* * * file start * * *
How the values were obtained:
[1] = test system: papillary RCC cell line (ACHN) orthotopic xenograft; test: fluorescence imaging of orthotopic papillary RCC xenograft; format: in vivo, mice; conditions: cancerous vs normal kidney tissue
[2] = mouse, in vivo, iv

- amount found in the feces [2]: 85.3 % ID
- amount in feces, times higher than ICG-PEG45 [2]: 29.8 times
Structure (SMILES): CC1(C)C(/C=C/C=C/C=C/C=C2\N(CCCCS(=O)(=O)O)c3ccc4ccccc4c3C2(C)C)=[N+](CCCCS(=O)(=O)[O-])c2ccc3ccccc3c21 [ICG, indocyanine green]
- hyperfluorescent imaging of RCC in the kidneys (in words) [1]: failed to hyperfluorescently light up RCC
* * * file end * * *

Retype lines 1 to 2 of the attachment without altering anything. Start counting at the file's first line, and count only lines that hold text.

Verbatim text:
How the values were obtained:
[1] = test system: papillary RCC cell line (ACHN) orthotopic xenograft; test: fluorescence imaging of orthotopic papillary RCC xenograft; format: in vivo, mice; conditions: cancerous vs normal kidney tissue